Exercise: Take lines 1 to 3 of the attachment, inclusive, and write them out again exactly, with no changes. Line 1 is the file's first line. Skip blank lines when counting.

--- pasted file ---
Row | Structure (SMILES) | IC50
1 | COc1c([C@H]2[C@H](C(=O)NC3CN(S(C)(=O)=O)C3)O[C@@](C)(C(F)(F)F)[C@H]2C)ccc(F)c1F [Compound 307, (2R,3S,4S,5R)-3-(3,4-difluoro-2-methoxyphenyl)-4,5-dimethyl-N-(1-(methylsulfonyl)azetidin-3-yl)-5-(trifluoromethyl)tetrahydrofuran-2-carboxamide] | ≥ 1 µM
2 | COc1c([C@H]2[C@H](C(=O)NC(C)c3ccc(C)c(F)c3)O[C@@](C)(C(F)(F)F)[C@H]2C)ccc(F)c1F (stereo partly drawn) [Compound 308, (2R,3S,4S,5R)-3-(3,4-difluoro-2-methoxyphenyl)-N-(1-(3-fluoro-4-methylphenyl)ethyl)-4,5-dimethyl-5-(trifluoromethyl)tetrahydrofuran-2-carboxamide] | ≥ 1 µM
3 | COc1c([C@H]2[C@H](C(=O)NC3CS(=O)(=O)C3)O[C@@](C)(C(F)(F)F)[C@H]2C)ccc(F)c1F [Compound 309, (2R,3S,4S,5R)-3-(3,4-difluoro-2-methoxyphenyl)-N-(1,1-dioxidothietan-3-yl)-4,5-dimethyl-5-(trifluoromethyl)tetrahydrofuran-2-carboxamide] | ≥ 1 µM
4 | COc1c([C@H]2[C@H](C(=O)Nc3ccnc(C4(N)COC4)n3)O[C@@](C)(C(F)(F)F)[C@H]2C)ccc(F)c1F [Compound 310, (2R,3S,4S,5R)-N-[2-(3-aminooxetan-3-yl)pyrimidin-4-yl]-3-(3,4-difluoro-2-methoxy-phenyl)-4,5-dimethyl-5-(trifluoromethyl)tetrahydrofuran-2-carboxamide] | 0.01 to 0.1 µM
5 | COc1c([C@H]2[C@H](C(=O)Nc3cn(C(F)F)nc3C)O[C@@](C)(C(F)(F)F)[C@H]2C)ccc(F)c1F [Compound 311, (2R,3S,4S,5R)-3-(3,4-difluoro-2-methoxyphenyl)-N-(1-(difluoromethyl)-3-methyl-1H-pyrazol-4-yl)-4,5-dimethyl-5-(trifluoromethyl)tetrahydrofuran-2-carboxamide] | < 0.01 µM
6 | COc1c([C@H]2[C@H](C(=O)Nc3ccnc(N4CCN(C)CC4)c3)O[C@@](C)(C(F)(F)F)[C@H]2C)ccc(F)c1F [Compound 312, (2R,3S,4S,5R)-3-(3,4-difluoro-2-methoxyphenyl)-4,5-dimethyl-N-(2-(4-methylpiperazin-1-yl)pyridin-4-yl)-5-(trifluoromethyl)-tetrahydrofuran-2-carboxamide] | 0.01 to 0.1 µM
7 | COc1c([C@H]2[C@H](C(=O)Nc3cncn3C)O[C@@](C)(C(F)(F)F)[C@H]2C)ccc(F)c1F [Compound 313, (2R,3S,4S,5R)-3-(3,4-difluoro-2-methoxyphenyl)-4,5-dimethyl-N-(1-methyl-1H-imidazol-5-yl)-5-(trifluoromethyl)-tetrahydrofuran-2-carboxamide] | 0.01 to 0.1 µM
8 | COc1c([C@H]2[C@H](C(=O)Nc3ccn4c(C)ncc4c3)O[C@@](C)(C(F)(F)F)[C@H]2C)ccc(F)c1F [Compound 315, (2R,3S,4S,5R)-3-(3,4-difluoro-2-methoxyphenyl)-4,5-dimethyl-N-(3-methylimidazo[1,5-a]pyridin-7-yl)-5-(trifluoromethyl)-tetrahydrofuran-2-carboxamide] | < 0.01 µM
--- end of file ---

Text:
Row | Structure (SMILES) | IC50
1 | COc1c([C@H]2[C@H](C(=O)NC3CN(S(C)(=O)=O)C3)O[C@@](C)(C(F)(F)F)[C@H]2C)ccc(F)c1F [Compound 307, (2R,3S,4S,5R)-3-(3,4-difluoro-2-methoxyphenyl)-4,5-dimethyl-N-(1-(methylsulfonyl)azetidin-3-yl)-5-(trifluoromethyl)tetrahydrofuran-2-carboxamide] | ≥ 1 µM
2 | COc1c([C@H]2[C@H](C(=O)NC(C)c3ccc(C)c(F)c3)O[C@@](C)(C(F)(F)F)[C@H]2C)ccc(F)c1F (stereo partly drawn) [Compound 308, (2R,3S,4S,5R)-3-(3,4-difluoro-2-methoxyphenyl)-N-(1-(3-fluoro-4-methylphenyl)ethyl)-4,5-dimethyl-5-(trifluoromethyl)tetrahydrofuran-2-carboxamide] | ≥ 1 µM